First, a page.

Retire in 18 years by matching your annual spending with investments

A lot of personal finance bloggers advocate an extremely short path to early retirement, something like 7-10 years through extreme savings.  I am not against this kind of saving, and, frankly, wish I was more up to the task myself.  However, that kind of saving is not easy and not for everyone.

mountain flowers
mountain flowers

A lot of people probably (right or wrong) feel like saving 70%+ of their income is too much to ask… too big of a sacrifice. My wife and I tend to have a foot in both camps.  On one hand, getting to early retirement as fast as possible is definitely worth some major sacrifices for us now, but on the other hand, what would happen if one of us got in a car accident and/or died?  Wouldn’t we want some really cool experiences and memories under our belt as a hedge against the worst case scenario.  I believe this theory is called consumption-smoothing in economics.

Of course, wanting to spend a little more money now to hedge against the possibility of a less-than-perfect future is not a license to buy $60,000 luxury cars or make it rain at the club, but it is a nudge for us to spend money on things that truly bring happiness now, namely experiences, people, and pro-social family and friend spending.

With more moderate, but still above-average, savings rates in mind, I introduce to you the 18-year rule.  I discovered this in one of my excel spreadsheets, and it is basically a derivative of the savings rate versus years to retirement chart.  However, 18-years and a 50/50 split between saving and spending are nice clean numbers and provide a more middle-of-the-road path for certain early retirement and financial independence enthusiasts.

The idea is simple enough:

If your annual spending is relatively constant and you save the equivalent of your annual spending for 18 years in a row, you can retire.  Period.

How to put this another way??? Save at least what you spend and you can retire in 18 years, assuming you don’t drastically increase your spending over that same timeframe.

The way it works is that you invest the equivalent of your annual spending (necessarily 50% of your income) in the stock market each year.  That money grows at a conservative, inflation-adjusted rate of 4% per year (based on historical stock market returns).  Assuming you can safely withdraw 4% each year (more conservative folks urge 3%), that means you will have enough passive income to live off of after 18 years.  Here is how the chart looks for a couple that spends and saves $40,000 per year:

18-year rule
18-year rule

Another spin on this, is that if you save the same amount for 18 years in a row, you can safely withdraw that amount over time.  So if you maxed out your IRA and 401k every year for 18 years at $23,000, you could safely withdraw that much every year going forward, even if it wasn’t enough for you to completely retire on.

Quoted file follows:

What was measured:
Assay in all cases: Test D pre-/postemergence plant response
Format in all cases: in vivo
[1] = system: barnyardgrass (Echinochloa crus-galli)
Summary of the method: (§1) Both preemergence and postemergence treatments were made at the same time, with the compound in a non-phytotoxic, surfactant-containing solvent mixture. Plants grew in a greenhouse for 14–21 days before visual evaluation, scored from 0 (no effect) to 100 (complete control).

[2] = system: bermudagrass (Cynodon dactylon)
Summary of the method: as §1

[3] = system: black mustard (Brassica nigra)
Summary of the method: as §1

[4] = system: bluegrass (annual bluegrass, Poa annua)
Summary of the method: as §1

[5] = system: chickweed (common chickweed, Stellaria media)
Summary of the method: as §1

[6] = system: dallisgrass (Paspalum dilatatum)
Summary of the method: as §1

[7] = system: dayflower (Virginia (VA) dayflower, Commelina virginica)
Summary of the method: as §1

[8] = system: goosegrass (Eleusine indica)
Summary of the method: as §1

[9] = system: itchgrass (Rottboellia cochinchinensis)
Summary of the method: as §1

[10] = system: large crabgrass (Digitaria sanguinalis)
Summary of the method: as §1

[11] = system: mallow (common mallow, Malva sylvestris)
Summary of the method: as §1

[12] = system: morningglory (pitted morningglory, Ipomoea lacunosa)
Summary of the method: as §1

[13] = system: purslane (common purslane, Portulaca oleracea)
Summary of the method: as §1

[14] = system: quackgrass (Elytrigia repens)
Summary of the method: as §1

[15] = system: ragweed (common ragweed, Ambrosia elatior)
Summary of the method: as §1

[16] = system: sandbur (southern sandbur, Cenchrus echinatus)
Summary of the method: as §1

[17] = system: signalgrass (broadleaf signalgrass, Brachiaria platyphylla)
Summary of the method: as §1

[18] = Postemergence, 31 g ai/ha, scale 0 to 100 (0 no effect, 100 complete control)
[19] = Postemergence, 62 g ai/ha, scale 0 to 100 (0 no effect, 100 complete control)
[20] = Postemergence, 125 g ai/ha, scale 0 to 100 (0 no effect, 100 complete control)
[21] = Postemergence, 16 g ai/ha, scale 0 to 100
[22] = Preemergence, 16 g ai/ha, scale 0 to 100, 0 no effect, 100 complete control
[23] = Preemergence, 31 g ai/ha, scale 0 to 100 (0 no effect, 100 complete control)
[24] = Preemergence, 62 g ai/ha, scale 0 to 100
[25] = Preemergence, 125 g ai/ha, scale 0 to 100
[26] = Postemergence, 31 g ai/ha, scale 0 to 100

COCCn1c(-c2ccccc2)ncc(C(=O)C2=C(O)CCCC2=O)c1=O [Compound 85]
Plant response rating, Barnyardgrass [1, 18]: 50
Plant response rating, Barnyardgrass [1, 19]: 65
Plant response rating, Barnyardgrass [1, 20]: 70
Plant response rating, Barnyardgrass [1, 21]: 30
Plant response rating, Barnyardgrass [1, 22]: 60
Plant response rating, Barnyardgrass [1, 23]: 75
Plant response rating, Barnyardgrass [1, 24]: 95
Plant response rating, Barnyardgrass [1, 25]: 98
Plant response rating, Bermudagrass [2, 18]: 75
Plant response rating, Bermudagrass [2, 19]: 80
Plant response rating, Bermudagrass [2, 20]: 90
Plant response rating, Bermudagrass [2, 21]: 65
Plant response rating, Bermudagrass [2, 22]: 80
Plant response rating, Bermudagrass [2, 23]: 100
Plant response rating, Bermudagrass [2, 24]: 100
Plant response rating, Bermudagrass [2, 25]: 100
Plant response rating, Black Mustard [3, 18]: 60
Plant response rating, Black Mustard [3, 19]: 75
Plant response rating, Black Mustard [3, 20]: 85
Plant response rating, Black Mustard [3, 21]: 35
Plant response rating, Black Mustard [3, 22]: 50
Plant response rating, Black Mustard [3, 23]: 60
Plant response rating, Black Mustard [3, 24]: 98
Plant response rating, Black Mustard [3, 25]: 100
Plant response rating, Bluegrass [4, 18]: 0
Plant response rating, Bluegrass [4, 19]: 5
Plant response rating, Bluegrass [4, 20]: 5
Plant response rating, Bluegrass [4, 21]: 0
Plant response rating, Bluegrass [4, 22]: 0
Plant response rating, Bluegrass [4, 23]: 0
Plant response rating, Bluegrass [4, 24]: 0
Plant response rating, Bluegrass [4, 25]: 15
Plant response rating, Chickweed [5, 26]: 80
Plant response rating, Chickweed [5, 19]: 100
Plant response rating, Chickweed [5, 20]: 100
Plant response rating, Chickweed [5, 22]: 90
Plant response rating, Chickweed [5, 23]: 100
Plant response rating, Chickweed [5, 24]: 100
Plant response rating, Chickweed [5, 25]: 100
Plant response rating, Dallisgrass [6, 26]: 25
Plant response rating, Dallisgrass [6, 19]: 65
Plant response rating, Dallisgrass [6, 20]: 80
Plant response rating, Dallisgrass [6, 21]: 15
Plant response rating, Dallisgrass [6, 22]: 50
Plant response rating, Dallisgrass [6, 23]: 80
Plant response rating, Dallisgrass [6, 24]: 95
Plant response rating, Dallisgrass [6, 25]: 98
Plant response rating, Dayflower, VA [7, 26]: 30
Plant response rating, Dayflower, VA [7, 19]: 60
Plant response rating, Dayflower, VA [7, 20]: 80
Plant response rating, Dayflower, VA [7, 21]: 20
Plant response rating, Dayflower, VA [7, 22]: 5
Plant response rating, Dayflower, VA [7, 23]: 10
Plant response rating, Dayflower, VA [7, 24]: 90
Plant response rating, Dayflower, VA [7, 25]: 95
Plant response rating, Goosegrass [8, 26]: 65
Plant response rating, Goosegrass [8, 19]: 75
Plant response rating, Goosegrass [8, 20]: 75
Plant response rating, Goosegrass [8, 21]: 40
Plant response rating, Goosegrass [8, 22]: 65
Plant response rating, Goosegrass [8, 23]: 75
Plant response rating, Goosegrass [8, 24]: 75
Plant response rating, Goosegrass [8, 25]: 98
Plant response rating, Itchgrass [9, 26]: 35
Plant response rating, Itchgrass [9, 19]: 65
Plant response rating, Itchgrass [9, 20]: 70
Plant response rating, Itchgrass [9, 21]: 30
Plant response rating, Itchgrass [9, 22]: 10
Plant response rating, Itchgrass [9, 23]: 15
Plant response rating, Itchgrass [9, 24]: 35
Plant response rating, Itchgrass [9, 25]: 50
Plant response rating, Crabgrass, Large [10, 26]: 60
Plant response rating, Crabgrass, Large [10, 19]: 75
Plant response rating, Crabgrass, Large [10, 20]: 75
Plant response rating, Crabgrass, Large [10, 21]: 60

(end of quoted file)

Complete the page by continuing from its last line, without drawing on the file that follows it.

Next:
There are a lot of ways for haters to hate on this kind of reasoning, and I think it is fair enough from a pessimistic perspective.  For one thing, the 4% real rate of return, while on the cautious side, might not materialize.  You might invest at the top of a bubble only to make back your principal investment 18-years later.  This is a possibility, albeit a small one.  Another possibility is that the stock market growth slows for a variety of reasons I don’t want to get into right now, such as rising inequality and slower productivity-enhancing advances in the economy at large.

On the flip side, you might invest a lot more of your money during a downturn and end up with more than a 4% real rate of return.  It is impossible to say what will happen, but based on average long-term historical stock market returns, you would be able to retire after 18 years.

The other thing to talk about is the potential for lower spending in retirement.  If you are making mortgage payments during your 18 years of savings, eventually you will not have to make those payments anymore, resulting in a surplus of retirement funds due to lower spending.  There is also the issue of kids.  If you can save your annual spending with kids in the house, the idea is that someday they will move out and your spending will be less, again resulting in a surplus of retirement savings (although college may complicate matters depending on your philosophy there).

And then finally, there is the issue of retiring at a relatively young age.  If you started this habit at age 20, you might be able to retire by age 38.  But the odds are that a 38-year old still has more juice in them and will want to explore different, more interesting ways of earning income, perhaps just a small amount, after they have their expenses covered through passive income.  This would give you an extra buffer and flexibility by allowing retirement funds to grow more before you start withdrawing.

The general point is that saving your annual spending for 18 years can most definitely leave you with enough passive income to retire in an okay market.  If it doesn’t work out that way, you are still way ahead of the game.  Start saving the equivalent of your annual spending today, and get on track to retire in 18 years!

Leave a Comment